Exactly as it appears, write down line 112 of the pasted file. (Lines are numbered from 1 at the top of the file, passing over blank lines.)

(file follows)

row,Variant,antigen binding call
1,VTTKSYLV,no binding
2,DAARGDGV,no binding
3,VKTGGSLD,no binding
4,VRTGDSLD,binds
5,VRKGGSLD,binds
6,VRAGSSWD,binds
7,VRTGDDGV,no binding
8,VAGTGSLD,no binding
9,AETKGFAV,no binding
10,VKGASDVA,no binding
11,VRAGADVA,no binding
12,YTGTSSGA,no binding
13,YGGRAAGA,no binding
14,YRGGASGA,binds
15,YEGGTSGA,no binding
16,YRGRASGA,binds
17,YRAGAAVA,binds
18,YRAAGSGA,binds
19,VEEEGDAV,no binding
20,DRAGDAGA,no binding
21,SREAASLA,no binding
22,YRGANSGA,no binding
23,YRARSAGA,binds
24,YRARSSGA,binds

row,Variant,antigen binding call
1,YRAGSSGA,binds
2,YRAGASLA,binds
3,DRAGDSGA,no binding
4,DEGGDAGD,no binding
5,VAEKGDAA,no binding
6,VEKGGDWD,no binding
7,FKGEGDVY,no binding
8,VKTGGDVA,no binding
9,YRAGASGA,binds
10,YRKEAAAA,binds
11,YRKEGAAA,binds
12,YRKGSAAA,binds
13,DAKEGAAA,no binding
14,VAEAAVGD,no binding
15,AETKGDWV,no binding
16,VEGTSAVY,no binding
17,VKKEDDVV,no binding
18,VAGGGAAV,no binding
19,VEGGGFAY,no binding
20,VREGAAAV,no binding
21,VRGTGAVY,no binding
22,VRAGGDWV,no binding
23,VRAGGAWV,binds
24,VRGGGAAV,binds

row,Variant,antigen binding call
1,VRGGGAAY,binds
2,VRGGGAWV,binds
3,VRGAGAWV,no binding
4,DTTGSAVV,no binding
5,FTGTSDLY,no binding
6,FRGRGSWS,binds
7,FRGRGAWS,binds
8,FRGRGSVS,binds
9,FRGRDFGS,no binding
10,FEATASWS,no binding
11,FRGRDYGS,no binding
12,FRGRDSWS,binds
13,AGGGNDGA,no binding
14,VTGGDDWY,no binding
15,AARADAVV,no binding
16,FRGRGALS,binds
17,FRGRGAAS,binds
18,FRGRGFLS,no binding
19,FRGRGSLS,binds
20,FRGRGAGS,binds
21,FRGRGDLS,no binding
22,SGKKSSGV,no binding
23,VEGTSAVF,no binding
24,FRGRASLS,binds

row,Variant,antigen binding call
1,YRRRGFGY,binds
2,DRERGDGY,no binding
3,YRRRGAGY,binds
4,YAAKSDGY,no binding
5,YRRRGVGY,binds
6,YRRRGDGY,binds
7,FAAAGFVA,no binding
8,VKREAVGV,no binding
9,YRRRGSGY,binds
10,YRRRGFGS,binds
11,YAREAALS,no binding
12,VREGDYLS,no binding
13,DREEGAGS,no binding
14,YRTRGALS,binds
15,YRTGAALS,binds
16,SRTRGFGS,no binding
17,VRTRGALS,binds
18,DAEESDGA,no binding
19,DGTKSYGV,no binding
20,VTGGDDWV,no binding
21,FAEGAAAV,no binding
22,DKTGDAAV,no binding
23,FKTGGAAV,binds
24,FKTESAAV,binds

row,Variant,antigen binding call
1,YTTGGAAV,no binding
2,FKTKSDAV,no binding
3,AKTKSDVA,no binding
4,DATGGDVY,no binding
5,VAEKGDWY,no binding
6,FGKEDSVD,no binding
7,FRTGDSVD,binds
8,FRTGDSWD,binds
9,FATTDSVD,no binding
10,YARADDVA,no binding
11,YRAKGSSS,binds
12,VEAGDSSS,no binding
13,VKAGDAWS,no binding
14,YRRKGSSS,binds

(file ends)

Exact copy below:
11,YRAKGSSS,binds